I just finished the conversion earlier this week. Temps have been in the 30s so I havnt ridden much but I have been out. First impression, the feel is very consistent. It isn't as on/off as I have read in some forums. I'm very happy so far. I will do some better coverage on the finishing of this project soon. I'm trying to upload a few pics but every single pic is saying it's too large even with cutting and cropping. I'll need to figure out how to resolve this so I can share the pics.
Ok. So in the end, I had to make a male nut with a beveled area to allow the spider spring to work while still retaining the hub. The output shaft on the wet bikes is shorter than the shafts on the dry bikes so the hub needed to be machined to receive the shoulder of the nut. That tolerance I made very tight to allow the shoulder of the nut to help support the hub itsself. I'm very happy with the outcome here but it would have been far easier to modify a non-slipper clutch or even the kbike adjustable slipper clutch(it uses secondary springs in place of the spider spring. I will eventually upgrade to the adjustable. It only costs ~$120 and will drop right in to my modified hub).
There was a little concern for the output shaft that the basket gear and clutch hub rides on. Their is a oil port that exits under one of the gear bearings. The issue is that their is no flat surface for an o ring to seal that point so I was expecting there to be a little leaking. During assembly I used some 3M flange sealant at that location. Its ment for situations like this and so far so good.
Next issue, primary and basket gears. I spent the most time researching this. Most people who are selling these gears aren't using the pics of their actual parts so the hours I spent counting teeth and deciphering taper vs splined arrangements were all for nothing. Orderd from various Ebay sellers as well as Gotham. Gotham's response 'woops, we posted the wrong pic. The part number is correct so we dont really care. You can keep the gears, want a refund?' Which is good that I got my money back but was another 2 weeks wasted. They since have changed their pics. This isnt a problem if you swap the gear set along with the oil pump front the donor bike but the other oil pump spins at a completely different rate than the oem pump in our bikes. I was told that it wouldn't be an issue but I fought to keep my OEM pump and ratio. The issue is, the primary gear MUST be a taper fit(every kit you see shows a splined fit) and the oil pump gear on that primary gear MUST be 25 tooth. After ordering 5 sets of gears I finally got a Ebay seller that wanted to make my situation work so he went through his inventory and found a set that has 25tooth oil pump. It came from a DS motor. Now, if you are obsessive like me you you want to get the lightest rotating mass possible. Many gear sets will work as long as the primary is tapered and has a 25t oil pump(unless you want to swap oil pump...which can only be done on the 13-14 bikes. 15+ has oil pump machined into the engine case) but an easy rule of thumb, the 1100 monster gears will work as will the 1100 evo hyper gears. BUT!!! The hyper 1100 evo gears are lighter by over half a pound.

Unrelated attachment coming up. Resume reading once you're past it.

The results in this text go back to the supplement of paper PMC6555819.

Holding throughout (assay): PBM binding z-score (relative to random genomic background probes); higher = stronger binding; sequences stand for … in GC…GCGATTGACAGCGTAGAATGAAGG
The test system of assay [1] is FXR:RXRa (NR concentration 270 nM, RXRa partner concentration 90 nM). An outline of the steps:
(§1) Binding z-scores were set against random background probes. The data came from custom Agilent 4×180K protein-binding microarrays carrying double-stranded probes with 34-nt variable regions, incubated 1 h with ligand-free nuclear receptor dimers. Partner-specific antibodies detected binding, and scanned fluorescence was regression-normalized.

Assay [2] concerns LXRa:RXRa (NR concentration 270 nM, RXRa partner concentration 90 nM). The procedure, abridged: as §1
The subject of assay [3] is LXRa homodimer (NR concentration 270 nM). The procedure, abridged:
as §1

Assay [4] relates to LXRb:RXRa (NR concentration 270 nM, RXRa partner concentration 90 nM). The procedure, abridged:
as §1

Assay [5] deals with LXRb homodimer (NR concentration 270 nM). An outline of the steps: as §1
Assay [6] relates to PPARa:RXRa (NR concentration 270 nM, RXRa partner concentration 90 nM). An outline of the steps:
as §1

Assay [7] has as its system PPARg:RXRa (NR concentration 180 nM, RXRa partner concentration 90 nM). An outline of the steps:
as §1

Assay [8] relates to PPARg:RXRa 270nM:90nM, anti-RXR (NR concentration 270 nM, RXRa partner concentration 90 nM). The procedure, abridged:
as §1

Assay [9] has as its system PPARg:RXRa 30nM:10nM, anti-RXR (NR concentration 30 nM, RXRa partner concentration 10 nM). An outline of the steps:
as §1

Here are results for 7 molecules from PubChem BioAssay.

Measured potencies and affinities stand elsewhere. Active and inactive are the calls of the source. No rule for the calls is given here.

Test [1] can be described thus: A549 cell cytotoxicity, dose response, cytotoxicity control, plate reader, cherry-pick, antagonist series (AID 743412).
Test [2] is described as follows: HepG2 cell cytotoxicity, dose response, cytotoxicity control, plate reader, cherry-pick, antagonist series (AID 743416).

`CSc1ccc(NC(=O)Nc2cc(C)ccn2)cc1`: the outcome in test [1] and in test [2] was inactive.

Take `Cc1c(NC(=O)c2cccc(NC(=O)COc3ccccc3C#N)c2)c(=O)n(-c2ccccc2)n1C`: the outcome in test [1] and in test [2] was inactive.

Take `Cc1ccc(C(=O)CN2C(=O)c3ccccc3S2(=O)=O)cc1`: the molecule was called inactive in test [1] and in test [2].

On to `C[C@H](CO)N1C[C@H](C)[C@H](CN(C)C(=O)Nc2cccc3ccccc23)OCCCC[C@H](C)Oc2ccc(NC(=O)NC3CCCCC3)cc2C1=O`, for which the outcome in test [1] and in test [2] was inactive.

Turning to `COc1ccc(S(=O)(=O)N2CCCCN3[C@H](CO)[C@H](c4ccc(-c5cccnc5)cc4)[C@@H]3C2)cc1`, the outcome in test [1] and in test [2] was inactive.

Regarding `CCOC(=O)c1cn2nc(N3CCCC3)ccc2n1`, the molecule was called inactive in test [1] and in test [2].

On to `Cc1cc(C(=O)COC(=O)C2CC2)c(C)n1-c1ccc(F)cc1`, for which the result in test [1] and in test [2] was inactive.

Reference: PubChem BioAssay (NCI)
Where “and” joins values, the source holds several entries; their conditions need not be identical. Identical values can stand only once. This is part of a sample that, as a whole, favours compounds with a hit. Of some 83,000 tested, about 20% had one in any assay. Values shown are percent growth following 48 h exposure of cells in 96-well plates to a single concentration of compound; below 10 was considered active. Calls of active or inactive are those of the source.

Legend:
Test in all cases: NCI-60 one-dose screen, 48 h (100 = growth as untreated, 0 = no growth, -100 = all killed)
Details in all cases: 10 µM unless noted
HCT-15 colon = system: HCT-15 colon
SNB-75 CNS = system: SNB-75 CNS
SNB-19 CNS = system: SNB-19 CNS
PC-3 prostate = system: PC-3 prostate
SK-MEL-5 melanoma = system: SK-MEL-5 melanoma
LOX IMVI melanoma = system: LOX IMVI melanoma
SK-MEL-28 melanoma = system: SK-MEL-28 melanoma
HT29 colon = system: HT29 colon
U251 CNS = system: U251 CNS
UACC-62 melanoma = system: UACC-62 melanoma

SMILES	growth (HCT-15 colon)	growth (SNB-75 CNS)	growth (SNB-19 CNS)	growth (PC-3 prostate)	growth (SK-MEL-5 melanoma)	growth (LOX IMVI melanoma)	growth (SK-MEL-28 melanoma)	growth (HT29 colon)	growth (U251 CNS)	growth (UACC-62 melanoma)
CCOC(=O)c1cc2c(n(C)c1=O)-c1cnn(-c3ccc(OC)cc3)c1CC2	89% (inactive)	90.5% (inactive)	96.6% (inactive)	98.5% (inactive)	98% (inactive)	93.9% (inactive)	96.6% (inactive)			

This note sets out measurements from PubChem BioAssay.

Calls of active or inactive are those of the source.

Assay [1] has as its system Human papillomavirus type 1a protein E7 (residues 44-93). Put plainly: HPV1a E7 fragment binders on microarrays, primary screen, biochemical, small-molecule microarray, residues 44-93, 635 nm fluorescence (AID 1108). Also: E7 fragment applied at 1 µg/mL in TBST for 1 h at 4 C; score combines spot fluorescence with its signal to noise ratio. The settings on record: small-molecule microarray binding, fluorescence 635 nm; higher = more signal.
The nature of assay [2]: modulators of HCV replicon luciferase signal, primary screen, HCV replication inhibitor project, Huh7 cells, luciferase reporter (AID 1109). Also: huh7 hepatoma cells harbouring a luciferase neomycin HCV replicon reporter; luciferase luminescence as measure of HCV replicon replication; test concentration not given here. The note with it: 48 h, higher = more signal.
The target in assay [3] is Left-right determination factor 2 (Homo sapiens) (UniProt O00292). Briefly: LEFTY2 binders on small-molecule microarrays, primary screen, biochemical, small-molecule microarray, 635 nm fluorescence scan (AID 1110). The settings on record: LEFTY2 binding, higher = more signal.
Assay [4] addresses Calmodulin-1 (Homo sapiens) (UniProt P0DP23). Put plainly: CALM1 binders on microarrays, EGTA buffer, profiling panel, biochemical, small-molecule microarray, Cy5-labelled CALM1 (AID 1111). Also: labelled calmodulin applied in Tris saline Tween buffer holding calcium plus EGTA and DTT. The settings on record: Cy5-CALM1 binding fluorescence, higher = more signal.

The other issue, oil flow through the output shaft. That needs to be stopped. Their is a pushrod that actuated the clutch that gos through this shaft along with oil flow. That oil flow was ment to lubricate the wet clutch. It dumps out the end into the center of the clutch and flings the oil out ward. It also lubricates a couple needle bearings that the trans gears ride on. There are 2 methods to do this(or so I thought). 1, buy the needle bolt from ducati Omaha that gos behind the front sprocket on the left side of the motor. That plugs the oil passage and now that shaft runs dry(from what I can determine). I didn't want to do this but I'm prepared to do it if I have too. 2, make a super fancy nut that holds the clutch hub on and seals the pushrod. Kbike and someone else uses this method but they WILL NOT sell one separately from their kit, believe me I tried many times and many different ways. Now, the 3rd way. There is a needle bearing and a tiny seal on many of the dry clutch bikes inside that shaft. Their is also a sealing/shim sleeve that the bearing and seal fit into perfectly. All of this is OEM parts available through ducati Omaha. I pushed the seal into the sleeve then the bearing into the sleeve then pressed the whole assembly into the output shaft. It is a very snug fit but its intended to be a snug fit.
While I had this all apart I decided to micro polish the gear tooth faces. That is said to make for a better/smoother delivery.
After months of sorting out gears I was finally ready for assembly. Notice in the pics, complete gear set with clutch vs complete gear set with clutch weight. The dry clutch will be ADDING 1lb to the rotating assembly(I machined down my flywheel to make up for this a little bit. I cut a little over half a pound off of the flywheel so in total I am up a little less than half of a pound).
Anyway, so far so good. I will put together a list at some point and upload it here along with part numbers and prices I paid. I'm into it for quite a bit less than $1000 including the extra parts I ordered and wrong parts I paid for.